Study Shows 57% Failure in Large Rotator Cuff Repairs

Laird Harrison

February 08, 2012

February 8, 2012 — Large rotator cuff repairs retore at a rate of 57% in a series of 500 patients, researchers reported here at the American Academy of Orthopaedic Surgeons 2012 Annual Meeting.

In their study of rotator cuff repairs, researchers from the Orthopaedic Research Institute in Kogarah, Australia, found that repairs with the largest tears were more likely to tear again.

"The retear rate went up linearly with the tear size," said George A.C. Murrell, MD, who is director of the institute.

Previous research has shown that 20% to 90% of rotator cuff repairs retear. Patients whose rotator cuffs are intact 6 months after surgery have better outcomes at 6-month and 2-year follow-up than patients who don't have intact cuffs at that point, said Dr. Murrell.

But what factors predict the success of the surgery?

To answer that question, Dr. Murrell and colleagues followed 500 consecutive patients who had an arthroscopic rotator cuff repair performed by a single surgeon and an ultrasound evaluation of the repair 6 months afterward.

The researchers excluded patients with previous fractures or shoulder surgery, incomplete or partial rotator cuff repair, and concomitant arthroplasty.

They measured and mapped rotator cuff tear size intraoperatively. They also rated the quality and mobility of the tendon and the quality of the repair on predetermined scales.

"We were very diligent about reporting the size of the tear during surgery," said Dr. Murrell. "We were also very diligent in assessing the quality of the tendon and the mobility of the tendon."

They performed logistic regression analysis, with cuff integrity at 6 months as the dependent variable and tear or repair factors as the independent variables.

Overall, 19% of the repairs were retorn at 6-month follow-up. The preoperative tear size correlated closely with the retear rate (r = 0.33; p < .001).

Table. Rotator Cuff Tear Size and Retear Rate

Tear Size (cm2) Retear Rate (%)
≤2 10
2–4 16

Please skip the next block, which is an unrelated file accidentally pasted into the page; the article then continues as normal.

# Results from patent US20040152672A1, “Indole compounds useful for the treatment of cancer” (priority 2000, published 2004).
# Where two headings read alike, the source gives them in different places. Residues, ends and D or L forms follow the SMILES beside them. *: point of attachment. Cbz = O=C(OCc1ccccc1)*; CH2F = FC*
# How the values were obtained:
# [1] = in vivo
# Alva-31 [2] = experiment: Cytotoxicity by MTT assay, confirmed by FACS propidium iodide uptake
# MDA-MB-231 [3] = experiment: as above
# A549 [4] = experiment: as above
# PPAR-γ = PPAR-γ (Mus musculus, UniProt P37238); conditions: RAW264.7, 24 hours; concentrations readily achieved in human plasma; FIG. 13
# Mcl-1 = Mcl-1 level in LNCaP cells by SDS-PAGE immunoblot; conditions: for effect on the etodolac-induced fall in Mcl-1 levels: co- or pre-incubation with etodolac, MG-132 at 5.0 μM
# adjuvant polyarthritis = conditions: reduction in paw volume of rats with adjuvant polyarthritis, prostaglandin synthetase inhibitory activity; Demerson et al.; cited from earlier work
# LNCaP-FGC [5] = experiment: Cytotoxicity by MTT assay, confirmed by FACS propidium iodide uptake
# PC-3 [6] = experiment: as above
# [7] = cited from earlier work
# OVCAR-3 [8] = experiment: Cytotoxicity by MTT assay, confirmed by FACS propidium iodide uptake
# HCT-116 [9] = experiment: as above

4–6 31
6–8 50
>8 57


Other factors correlated negatively with the retear rate, but the correlations were not as strong. For repair quality, the correlation was –0.17 (P < .001); for tendon mobility, it was –0.15 (P < .001); and for tendon quality, it was –0.14 (P < .01).

Using regression analysis, the researchers found that the retear rate at 6 months was best predicted by the preoperative tear size and surgeon-ranked repair quality; tendon quality or mobility did not contribute significantly to this prediction.

Asked to comment on this study, session moderator Stephen Weber, MD, told Medscape Medical News that the study had strengths and weaknesses. "It was a good paper, in that it had large numbers. Everybody had some type of follow-up. The bad part for me was that almost all the variables were very subjective."

There is no surprise in finding that larger tears are harder to repair, he pointed out. However, there are not a lot of good alternatives to this surgery for many patients. Debridement and partial repair can also leave much to be desired.

"It's just part of the upfront discussion you have with your patient," he said. "If they don't want to be laid up for a month, then it's your job to discuss the possibility of debridement."

Dr. Murrell and Dr. Weber report financial relationships with multiple companies that make products for orthopaedic surgery.

American Academy of Orthopaedic Surgeons (AAOS) 2012 Annual Meeting: Abstract 062. Presented February 7, 2012.